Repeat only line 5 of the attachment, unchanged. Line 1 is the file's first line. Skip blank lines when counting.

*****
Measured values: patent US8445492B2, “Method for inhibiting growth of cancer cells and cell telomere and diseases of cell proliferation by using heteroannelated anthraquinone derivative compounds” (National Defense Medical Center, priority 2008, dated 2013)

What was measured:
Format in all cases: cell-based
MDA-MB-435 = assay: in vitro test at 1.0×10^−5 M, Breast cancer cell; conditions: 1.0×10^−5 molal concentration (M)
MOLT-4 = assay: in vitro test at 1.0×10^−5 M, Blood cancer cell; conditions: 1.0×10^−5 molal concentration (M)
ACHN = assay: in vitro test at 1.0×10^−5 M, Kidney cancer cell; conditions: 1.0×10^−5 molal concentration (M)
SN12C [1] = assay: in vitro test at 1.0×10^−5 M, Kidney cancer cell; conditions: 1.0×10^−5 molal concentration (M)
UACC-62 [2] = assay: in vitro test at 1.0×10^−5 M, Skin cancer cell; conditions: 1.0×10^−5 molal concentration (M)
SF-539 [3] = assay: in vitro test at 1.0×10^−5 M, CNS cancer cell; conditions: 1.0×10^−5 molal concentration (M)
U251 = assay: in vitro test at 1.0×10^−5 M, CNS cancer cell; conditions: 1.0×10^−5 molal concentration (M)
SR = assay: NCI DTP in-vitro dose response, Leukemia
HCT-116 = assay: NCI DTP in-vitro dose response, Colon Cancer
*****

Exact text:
MOLT-4 = assay: in vitro test at 1.0×10^−5 M, Blood cancer cell; conditions: 1.0×10^−5 molal concentration (M)